International Airlines Group - the parent company of Aer Lingus and BA - has reported an operating profit for the first half of the year of €975m.

That was up over a third on last year and includes a foreign exchange impact of €44m.

Willie Walsh, Chief Executive of IAG, said the group was targeting further growth of Aer Lingus but had some criticisms of Dublin airport.

"There are challenges because competition has increased. The success of Aer Lingus has attracted more airlines into Dublin. We're unhappy with the performance of the airport.

"It's not the runway, although it is required long term, but they need to address performance of the baggage system, the aircraft parking stands, the taxi ways. These are infrastructure bottlenecks that shouldn't be there.

"They probably got caught out by the level of expansion and maybe didn't fully understand the ambition we had on expanding the airline. Our plans are heavily dependent on a good operating performance at the airport," Mr Walsh said.

He also confirmed that the recent power outage that affected its BA operations on the May Bank Holiday weekend had cost the airline €85m in the quarter.

"In financial terms, it increased costs by €65m in the quarter and it impacted revenue in the order of €20m so a €85m hit which clearly we would prefer to have avoided. There are issues there that we have addressed. We have to make sure that these disruptions happen, we recover more quickly."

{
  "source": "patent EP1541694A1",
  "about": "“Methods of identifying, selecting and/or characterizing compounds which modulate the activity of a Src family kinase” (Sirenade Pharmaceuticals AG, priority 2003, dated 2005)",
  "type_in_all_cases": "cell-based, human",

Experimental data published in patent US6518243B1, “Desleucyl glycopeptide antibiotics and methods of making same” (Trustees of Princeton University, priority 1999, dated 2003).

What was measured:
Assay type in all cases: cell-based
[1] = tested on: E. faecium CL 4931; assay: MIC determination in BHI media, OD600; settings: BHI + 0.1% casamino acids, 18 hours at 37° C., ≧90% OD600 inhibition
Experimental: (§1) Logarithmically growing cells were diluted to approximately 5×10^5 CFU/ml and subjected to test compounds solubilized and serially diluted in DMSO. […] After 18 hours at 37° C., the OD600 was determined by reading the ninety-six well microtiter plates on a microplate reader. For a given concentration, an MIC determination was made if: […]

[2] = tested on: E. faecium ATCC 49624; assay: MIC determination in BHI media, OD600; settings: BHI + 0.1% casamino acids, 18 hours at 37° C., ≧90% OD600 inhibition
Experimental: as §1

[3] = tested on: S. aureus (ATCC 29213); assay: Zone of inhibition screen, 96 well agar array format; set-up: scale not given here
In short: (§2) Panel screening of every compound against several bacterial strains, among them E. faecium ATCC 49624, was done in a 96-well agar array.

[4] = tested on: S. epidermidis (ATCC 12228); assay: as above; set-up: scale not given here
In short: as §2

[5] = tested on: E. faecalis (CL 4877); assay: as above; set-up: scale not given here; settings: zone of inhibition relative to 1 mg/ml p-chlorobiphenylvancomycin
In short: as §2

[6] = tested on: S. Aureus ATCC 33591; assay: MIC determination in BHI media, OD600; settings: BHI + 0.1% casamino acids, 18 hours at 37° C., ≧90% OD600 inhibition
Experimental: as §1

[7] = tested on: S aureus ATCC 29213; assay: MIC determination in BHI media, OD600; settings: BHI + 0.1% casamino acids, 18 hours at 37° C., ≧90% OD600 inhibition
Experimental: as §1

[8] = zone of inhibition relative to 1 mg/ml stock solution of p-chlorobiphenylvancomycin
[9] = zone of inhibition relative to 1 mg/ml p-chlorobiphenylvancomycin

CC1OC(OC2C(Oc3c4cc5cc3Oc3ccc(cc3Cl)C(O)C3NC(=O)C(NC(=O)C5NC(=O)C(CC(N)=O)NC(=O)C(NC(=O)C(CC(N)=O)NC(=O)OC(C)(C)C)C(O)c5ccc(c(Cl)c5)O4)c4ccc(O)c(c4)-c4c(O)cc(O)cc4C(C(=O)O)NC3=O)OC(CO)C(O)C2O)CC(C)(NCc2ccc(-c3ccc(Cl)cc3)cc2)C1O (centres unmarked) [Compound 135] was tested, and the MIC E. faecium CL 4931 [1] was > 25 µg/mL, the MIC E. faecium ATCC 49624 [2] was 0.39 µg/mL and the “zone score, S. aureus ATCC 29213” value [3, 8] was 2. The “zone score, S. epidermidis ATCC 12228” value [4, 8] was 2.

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Bank of Ireland has reported an underlying profit of €480m for the first six months of the year.

Net interest margin - a key measure of profitability - increased by 5 basis points to 2.32%.

The group reported new lending of €6.6 billion in the six-month period.

Impaired loan volumes were down by €800m to €5.4 billion and now account for less than 7% of customer lending.

Andrew Keating, Group Chief Financial Officer of Bank of Ireland, said the profit number was down on last year owing to a number of one off gains related to a transaction involving visa Europe and other items.

"We had a €16m of one off gains last year. When you strip those out, there was a 15% increase in operating profit last year to this year.

"It was a strong result driven by expansion in our Net Interest Margin, tight control of costs and lower impaired loans. The impairment charges were down 40% year over year."

He said the bank had been making significant progress in bringing down impaired loan volumes.

"They are down 65% from peak. The strategies we've employed are working. Nine out of ten are sticking with the terms of the agreements.

We're running at 30% at the level of the wider industry. In other words, the scale of the challenge facing the industry is three times that facing Bank of Ireland."

Mr Keating confirmed that the bank had set aside 20% of first half profits, or about €70m, for the resumption of dividend payments next year.

He also said the bank was pleased with the performance of its UK operations despite Brexit challenges and the fall in sterling.

"Pre-provision operating profits were up 13% year on year. The way we operate there is different. We have a separately incorporated subsidiary which has its own capital and liquidity.

"We operate through partnerships with the Post Office and the AA. That structure gives us flexibility and adaptability," he concluded.